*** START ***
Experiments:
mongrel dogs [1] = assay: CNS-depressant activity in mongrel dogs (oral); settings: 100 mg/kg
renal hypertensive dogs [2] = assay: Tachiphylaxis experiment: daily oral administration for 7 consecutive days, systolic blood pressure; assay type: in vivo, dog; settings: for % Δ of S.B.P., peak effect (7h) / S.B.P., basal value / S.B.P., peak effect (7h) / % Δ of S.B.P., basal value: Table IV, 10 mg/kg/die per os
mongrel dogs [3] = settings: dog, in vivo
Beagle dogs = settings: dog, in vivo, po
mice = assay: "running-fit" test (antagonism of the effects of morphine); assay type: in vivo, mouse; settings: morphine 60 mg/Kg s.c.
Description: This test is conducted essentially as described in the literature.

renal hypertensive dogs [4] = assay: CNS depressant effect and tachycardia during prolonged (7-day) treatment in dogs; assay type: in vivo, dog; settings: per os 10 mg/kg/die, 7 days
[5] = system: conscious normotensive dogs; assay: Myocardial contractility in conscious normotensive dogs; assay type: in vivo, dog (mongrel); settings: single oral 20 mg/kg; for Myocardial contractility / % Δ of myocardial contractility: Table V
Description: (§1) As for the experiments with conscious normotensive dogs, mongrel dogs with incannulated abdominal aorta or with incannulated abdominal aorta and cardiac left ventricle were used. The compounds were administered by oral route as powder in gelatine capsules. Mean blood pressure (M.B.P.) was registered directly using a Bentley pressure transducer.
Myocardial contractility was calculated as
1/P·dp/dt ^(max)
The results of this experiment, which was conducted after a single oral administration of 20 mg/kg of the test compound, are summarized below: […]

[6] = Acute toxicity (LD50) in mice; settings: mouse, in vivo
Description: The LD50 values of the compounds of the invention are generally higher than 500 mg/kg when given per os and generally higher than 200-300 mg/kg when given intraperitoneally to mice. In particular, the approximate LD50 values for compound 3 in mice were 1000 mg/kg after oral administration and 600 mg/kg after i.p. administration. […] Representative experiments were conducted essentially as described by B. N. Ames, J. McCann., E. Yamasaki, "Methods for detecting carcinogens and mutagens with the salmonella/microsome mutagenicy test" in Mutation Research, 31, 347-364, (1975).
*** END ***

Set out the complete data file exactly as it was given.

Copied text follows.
Experiments:
mongrel dogs [1] = assay: CNS-depressant activity in mongrel dogs (oral); settings: 100 mg/kg
renal hypertensive dogs [2] = assay: Tachiphylaxis experiment: daily oral administration for 7 consecutive days, systolic blood pressure; assay type: in vivo, dog; settings: for % Δ of S.B.P., peak effect (7h) / S.B.P., basal value / S.B.P., peak effect (7h) / % Δ of S.B.P., basal value: Table IV, 10 mg/kg/die per os
mongrel dogs [3] = settings: dog, in vivo
Beagle dogs = settings: dog, in vivo, po
mice = assay: "running-fit" test (antagonism of the effects of morphine); assay type: in vivo, mouse; settings: morphine 60 mg/Kg s.c.
Description: This test is conducted essentially as described in the literature.

renal hypertensive dogs [4] = assay: CNS depressant effect and tachycardia during prolonged (7-day) treatment in dogs; assay type: in vivo, dog; settings: per os 10 mg/kg/die, 7 days
[5] = system: conscious normotensive dogs; assay: Myocardial contractility in conscious normotensive dogs; assay type: in vivo, dog (mongrel); settings: single oral 20 mg/kg; for Myocardial contractility / % Δ of myocardial contractility: Table V
Description: (§1) As for the experiments with conscious normotensive dogs, mongrel dogs with incannulated abdominal aorta or with incannulated abdominal aorta and cardiac left ventricle were used. The compounds were administered by oral route as powder in gelatine capsules. Mean blood pressure (M.B.P.) was registered directly using a Bentley pressure transducer.
Myocardial contractility was calculated as
1/P·dp/dt ^(max)
The results of this experiment, which was conducted after a single oral administration of 20 mg/kg of the test compound, are summarized below: […]

[6] = Acute toxicity (LD50) in mice; settings: mouse, in vivo
Description: The LD50 values of the compounds of the invention are generally higher than 500 mg/kg when given per os and generally higher than 200-300 mg/kg when given intraperitoneally to mice. In particular, the approximate LD50 values for compound 3 in mice were 1000 mg/kg after oral administration and 600 mg/kg after i.p. administration. […] Representative experiments were conducted essentially as described by B. N. Ames, J. McCann., E. Yamasaki, "Methods for detecting carcinogens and mutagens with the salmonella/microsome mutagenicy test" in Mutation Research, 31, 347-364, (1975).